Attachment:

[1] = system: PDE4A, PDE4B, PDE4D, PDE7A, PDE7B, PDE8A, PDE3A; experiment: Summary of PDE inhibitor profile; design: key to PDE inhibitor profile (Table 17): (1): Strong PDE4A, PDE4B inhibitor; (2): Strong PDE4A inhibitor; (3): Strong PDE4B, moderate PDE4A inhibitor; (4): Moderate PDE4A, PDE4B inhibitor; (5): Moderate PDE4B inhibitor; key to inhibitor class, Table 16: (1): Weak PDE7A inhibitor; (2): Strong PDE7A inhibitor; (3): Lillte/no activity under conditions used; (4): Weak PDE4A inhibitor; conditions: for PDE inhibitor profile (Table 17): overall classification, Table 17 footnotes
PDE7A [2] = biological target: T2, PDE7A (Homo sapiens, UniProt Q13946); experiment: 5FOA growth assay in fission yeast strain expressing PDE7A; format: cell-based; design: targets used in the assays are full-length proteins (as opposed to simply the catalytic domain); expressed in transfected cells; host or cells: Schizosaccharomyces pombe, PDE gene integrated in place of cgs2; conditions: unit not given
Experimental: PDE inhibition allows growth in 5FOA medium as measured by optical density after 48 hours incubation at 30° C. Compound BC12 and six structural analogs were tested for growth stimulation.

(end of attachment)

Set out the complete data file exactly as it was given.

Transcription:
[1] = system: PDE4A, PDE4B, PDE4D, PDE7A, PDE7B, PDE8A, PDE3A; experiment: Summary of PDE inhibitor profile; design: key to PDE inhibitor profile (Table 17): (1): Strong PDE4A, PDE4B inhibitor; (2): Strong PDE4A inhibitor; (3): Strong PDE4B, moderate PDE4A inhibitor; (4): Moderate PDE4A, PDE4B inhibitor; (5): Moderate PDE4B inhibitor; key to inhibitor class, Table 16: (1): Weak PDE7A inhibitor; (2): Strong PDE7A inhibitor; (3): Lillte/no activity under conditions used; (4): Weak PDE4A inhibitor; conditions: for PDE inhibitor profile (Table 17): overall classification, Table 17 footnotes
PDE7A [2] = biological target: T2, PDE7A (Homo sapiens, UniProt Q13946); experiment: 5FOA growth assay in fission yeast strain expressing PDE7A; format: cell-based; design: targets used in the assays are full-length proteins (as opposed to simply the catalytic domain); expressed in transfected cells; host or cells: Schizosaccharomyces pombe, PDE gene integrated in place of cgs2; conditions: unit not given
Experimental: PDE inhibition allows growth in 5FOA medium as measured by optical density after 48 hours incubation at 30° C. Compound BC12 and six structural analogs were tested for growth stimulation.